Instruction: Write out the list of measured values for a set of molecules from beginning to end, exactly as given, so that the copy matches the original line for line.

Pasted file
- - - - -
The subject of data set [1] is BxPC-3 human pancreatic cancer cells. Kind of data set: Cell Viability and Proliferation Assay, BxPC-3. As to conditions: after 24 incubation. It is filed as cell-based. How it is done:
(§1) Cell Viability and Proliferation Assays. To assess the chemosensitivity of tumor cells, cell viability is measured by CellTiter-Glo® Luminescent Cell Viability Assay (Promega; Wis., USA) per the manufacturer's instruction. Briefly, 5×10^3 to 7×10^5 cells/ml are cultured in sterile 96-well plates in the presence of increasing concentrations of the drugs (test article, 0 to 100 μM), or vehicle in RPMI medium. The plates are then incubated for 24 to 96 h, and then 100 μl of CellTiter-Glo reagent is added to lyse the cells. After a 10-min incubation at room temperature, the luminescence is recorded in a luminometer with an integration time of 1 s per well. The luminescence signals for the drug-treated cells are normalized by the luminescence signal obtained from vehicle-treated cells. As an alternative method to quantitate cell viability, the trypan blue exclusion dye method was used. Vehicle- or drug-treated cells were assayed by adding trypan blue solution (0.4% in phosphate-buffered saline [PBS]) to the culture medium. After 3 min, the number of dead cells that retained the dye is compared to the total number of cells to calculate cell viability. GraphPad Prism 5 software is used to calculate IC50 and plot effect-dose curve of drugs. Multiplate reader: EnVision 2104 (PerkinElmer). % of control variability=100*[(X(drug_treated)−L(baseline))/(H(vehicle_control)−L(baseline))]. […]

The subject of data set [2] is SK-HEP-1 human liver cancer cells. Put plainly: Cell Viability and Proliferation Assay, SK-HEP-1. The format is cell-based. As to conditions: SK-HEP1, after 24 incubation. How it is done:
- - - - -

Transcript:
The subject of data set [1] is BxPC-3 human pancreatic cancer cells. Kind of data set: Cell Viability and Proliferation Assay, BxPC-3. As to conditions: after 24 incubation. It is filed as cell-based. How it is done:
(§1) Cell Viability and Proliferation Assays. To assess the chemosensitivity of tumor cells, cell viability is measured by CellTiter-Glo® Luminescent Cell Viability Assay (Promega; Wis., USA) per the manufacturer's instruction. Briefly, 5×10^3 to 7×10^5 cells/ml are cultured in sterile 96-well plates in the presence of increasing concentrations of the drugs (test article, 0 to 100 μM), or vehicle in RPMI medium. The plates are then incubated for 24 to 96 h, and then 100 μl of CellTiter-Glo reagent is added to lyse the cells. After a 10-min incubation at room temperature, the luminescence is recorded in a luminometer with an integration time of 1 s per well. The luminescence signals for the drug-treated cells are normalized by the luminescence signal obtained from vehicle-treated cells. As an alternative method to quantitate cell viability, the trypan blue exclusion dye method was used. Vehicle- or drug-treated cells were assayed by adding trypan blue solution (0.4% in phosphate-buffered saline [PBS]) to the culture medium. After 3 min, the number of dead cells that retained the dye is compared to the total number of cells to calculate cell viability. GraphPad Prism 5 software is used to calculate IC50 and plot effect-dose curve of drugs. Multiplate reader: EnVision 2104 (PerkinElmer). % of control variability=100*[(X(drug_treated)−L(baseline))/(H(vehicle_control)−L(baseline))]. […]

The subject of data set [2] is SK-HEP-1 human liver cancer cells. Put plainly: Cell Viability and Proliferation Assay, SK-HEP-1. The format is cell-based. As to conditions: SK-HEP1, after 24 incubation. How it is done: